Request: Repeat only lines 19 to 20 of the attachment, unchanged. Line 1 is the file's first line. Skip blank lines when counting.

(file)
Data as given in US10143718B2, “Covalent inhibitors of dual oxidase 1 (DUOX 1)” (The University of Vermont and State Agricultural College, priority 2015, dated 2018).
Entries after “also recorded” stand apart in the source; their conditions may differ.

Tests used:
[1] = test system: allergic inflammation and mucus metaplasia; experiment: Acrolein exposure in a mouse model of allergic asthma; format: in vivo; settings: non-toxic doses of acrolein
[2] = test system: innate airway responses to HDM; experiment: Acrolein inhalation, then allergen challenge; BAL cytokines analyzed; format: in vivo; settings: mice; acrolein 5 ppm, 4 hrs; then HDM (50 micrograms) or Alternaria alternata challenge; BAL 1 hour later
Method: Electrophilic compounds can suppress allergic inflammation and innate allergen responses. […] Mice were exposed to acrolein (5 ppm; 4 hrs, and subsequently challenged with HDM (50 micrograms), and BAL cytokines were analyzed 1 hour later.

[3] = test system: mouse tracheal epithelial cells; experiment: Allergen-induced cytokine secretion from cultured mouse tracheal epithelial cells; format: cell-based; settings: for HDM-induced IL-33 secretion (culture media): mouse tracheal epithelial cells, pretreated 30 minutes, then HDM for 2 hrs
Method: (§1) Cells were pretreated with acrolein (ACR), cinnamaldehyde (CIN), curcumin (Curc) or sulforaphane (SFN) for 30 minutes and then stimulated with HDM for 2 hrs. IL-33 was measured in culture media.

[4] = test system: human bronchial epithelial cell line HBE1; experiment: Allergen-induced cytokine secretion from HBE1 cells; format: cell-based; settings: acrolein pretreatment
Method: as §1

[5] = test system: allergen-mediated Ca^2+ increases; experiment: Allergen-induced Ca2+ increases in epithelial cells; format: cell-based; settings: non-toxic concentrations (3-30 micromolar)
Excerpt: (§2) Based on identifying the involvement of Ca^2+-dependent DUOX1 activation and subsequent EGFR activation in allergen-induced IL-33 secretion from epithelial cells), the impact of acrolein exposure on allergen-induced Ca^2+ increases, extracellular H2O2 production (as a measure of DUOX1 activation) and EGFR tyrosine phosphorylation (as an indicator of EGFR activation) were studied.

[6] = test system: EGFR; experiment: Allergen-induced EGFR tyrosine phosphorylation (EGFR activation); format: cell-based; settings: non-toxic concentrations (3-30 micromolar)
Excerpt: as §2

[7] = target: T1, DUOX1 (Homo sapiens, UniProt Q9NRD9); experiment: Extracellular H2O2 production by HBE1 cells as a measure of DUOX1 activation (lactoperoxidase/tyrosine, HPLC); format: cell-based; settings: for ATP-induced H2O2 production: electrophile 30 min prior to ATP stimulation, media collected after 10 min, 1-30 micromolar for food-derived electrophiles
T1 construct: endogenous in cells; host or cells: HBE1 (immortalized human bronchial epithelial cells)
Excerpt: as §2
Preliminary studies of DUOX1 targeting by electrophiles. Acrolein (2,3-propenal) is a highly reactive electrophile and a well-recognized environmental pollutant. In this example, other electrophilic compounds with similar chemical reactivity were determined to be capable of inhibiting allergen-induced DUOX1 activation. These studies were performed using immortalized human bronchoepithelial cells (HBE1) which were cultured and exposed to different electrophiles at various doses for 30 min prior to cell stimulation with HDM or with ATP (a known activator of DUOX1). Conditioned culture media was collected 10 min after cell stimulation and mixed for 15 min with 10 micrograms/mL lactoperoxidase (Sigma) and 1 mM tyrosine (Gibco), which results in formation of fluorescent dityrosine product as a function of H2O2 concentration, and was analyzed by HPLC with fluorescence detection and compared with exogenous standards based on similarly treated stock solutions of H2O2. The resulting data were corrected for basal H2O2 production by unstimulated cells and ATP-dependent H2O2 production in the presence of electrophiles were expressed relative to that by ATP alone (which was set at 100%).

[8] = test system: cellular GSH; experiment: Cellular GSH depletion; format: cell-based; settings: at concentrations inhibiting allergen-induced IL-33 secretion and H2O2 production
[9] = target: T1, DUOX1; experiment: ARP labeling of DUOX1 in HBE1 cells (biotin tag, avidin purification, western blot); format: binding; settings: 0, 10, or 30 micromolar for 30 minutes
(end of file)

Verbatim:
[8] = test system: cellular GSH; experiment: Cellular GSH depletion; format: cell-based; settings: at concentrations inhibiting allergen-induced IL-33 secretion and H2O2 production
[9] = target: T1, DUOX1; experiment: ARP labeling of DUOX1 in HBE1 cells (biotin tag, avidin purification, western blot); format: binding; settings: 0, 10, or 30 micromolar for 30 minutes